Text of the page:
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Graphic Information Design: Print History

The British Library holds a copy of the Buddhist text known commonly as the Diamond Sutra (a more accurate translation of the Sanskrit title might be, the Vajra Cutter Sutra). It is a short Mahayana sutra of the Perfection of Wisdom (prajna-paramita) genre, which teaches the practice of the avoidance of abiding in extremes of mental attachment. A copy found among the Dunhuang manuscripts in the early 20th century, is, in the words of the British Library “the earliest complete survival of a dated printed book.”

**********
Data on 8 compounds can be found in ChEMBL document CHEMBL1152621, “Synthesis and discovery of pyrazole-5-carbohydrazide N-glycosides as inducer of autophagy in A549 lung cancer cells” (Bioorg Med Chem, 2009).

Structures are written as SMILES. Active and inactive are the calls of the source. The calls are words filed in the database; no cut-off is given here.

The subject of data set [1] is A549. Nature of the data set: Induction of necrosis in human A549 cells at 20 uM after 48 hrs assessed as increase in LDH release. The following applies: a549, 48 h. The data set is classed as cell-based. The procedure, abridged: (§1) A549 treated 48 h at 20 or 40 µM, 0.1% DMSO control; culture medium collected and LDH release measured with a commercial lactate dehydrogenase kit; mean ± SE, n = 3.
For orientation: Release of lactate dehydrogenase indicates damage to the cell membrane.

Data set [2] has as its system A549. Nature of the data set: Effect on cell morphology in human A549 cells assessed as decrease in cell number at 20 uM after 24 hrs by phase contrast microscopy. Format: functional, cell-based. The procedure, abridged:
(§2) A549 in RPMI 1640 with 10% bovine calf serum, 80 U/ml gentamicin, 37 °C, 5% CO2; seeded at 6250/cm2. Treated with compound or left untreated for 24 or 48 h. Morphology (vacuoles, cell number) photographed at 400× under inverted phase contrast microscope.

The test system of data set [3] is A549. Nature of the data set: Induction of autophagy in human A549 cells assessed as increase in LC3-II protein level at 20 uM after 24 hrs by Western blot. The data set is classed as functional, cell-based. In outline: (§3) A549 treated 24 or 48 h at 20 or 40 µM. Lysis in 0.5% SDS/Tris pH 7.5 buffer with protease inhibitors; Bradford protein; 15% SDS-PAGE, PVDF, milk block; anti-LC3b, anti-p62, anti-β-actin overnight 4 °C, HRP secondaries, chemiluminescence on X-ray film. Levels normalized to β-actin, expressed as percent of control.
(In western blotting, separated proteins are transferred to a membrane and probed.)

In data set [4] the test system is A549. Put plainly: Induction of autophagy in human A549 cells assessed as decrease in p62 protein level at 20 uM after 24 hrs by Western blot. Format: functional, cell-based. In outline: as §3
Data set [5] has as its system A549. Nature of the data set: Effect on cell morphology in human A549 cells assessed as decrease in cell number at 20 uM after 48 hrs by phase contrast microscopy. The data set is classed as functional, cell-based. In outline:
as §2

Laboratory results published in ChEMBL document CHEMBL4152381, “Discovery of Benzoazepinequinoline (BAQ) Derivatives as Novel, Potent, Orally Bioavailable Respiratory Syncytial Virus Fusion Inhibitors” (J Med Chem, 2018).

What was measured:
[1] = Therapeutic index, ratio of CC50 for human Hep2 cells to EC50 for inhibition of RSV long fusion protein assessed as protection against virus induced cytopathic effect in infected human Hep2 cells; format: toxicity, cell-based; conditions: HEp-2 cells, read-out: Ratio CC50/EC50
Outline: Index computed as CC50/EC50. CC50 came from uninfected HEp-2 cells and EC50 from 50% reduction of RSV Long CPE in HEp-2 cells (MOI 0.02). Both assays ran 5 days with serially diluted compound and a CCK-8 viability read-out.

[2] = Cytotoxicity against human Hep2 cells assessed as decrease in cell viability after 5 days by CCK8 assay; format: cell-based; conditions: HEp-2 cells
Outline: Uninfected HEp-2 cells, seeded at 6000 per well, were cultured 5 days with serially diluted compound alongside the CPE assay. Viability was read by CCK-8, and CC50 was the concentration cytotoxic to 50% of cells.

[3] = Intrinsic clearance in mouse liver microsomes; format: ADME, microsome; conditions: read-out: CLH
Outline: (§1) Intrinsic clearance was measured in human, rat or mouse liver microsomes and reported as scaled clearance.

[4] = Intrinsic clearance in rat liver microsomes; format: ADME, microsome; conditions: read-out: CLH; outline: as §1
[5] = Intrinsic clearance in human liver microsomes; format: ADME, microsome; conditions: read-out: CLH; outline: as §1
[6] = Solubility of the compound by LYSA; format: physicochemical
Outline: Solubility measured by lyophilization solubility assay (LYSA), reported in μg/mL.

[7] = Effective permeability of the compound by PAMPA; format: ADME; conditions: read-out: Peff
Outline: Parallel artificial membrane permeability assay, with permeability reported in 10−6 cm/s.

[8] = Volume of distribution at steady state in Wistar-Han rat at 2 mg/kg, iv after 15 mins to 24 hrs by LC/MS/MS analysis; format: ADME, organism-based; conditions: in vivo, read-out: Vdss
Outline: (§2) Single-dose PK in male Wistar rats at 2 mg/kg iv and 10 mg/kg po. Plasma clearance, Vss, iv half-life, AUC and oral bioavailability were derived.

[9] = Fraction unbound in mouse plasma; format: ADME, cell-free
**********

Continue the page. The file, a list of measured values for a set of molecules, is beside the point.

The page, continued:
The first translation of the Diamond Sutra into Chinese was done sometime around the beginning of the fifth century by the venerated Kumarajiva. The Kumarajiva translation is the version that appears on the 868 CE Dunhuang scroll. The copy is a scroll, over 5 metres long, was purchased in 1907 by the archaeologist Sir Marc Aurel Stein. Hidden for centuries in a sealed-up cave in north-west China, in the walled-up Mogao Caves near Dunhuang, a monk guarded the caves which were known as the “Caves of the Thousand Buddhas.” Read more